Ribonucleotide reductases and radical reactions

  • Marc Fontecave
  • Published 1998 in Cellular and Molecular Life Sciences CMLS

Abstract

Ribonucleotide reductases (RNRs) catalyse the reduction of ribonucleotides to deoxyribonucleotides. They play a pivotal role in the regulation of DNA synthesis and are targets for antiproliferative drugs. Ribonucleotide reductases are unique enzymes in that they all require a protein radical for activity. Class I nonheme iron RNRs (mammals, plants, Escherichia coli) use a tyrosyl/cysteinyl radical pair, class II adenosylcobalamin RNRs (prokaryotes, archaea) a cysteinyl radical, class III iron-sulphur RNRs (facultative anaerobes) a glycyl radical. Here we describe the reactivity of these radicals with respect to the natural ribonucleotide substrates as well as to a variety of enzyme inhibitors, radical scavengers, nitric oxide, superoxide radicals and substrate analogues.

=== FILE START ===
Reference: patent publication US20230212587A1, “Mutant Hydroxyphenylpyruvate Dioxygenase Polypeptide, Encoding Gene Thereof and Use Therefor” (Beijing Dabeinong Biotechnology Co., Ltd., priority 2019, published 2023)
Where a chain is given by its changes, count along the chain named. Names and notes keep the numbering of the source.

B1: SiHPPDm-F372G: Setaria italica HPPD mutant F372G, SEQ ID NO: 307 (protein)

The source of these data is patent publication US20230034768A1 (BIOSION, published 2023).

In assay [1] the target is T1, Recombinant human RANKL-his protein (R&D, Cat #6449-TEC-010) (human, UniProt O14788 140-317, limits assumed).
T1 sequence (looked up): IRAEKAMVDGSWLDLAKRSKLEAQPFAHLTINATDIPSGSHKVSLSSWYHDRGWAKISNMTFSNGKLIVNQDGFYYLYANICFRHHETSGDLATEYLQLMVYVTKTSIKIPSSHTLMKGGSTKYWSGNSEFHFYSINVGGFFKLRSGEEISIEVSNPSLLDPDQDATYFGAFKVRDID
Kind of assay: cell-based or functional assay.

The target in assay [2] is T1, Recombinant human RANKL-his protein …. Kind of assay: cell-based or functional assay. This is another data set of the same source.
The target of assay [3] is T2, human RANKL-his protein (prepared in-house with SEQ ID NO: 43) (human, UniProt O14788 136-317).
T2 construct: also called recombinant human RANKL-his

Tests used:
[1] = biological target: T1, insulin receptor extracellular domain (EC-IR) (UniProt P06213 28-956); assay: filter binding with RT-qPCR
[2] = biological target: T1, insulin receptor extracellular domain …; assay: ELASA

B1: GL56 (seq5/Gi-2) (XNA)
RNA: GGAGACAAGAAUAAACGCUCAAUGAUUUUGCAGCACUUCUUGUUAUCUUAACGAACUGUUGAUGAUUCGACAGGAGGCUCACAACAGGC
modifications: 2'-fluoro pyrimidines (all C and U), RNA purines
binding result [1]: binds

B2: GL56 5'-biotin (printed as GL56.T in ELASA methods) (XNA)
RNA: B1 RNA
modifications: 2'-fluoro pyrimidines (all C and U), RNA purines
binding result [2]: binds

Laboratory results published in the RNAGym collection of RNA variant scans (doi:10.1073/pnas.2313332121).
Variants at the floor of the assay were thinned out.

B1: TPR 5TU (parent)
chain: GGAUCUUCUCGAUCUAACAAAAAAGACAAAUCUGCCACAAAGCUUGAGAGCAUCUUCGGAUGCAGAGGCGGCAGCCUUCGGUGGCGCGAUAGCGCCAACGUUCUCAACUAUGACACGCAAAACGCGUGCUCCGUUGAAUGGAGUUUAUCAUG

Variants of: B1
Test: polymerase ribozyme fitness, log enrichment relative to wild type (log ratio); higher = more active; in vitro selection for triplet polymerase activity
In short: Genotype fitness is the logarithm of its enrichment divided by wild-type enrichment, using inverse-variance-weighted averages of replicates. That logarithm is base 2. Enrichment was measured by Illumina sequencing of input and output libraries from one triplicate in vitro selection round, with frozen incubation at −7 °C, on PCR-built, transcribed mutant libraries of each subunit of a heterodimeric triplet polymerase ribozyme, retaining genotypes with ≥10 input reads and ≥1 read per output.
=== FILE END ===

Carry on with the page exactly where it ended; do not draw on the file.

DOI: 10.1007/s000180050195

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@article{Fontecave1998RibonucleotideRA, title={Ribonucleotide reductases and radical reactions}, author={Marc Fontecave}, journal={Cellular and Molecular Life Sciences CMLS}, year={1998}, volume={54}, pages={684-695} }